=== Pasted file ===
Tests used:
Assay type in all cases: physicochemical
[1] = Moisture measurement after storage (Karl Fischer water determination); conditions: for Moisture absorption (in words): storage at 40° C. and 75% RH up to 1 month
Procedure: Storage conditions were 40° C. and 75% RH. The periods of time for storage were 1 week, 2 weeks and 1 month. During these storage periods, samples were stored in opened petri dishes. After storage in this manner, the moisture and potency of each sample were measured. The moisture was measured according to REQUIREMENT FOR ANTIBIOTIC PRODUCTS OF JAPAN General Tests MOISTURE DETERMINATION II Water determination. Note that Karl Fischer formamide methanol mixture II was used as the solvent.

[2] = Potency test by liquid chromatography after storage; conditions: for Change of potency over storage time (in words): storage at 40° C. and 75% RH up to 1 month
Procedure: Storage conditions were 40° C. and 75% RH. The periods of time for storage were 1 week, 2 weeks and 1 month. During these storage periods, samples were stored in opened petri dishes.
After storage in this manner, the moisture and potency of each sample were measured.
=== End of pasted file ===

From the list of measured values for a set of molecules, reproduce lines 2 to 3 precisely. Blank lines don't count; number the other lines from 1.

Assay type in all cases: physicochemical
[1] = Moisture measurement after storage (Karl Fischer water determination); conditions: for Moisture absorption (in words): storage at 40° C. and 75% RH up to 1 month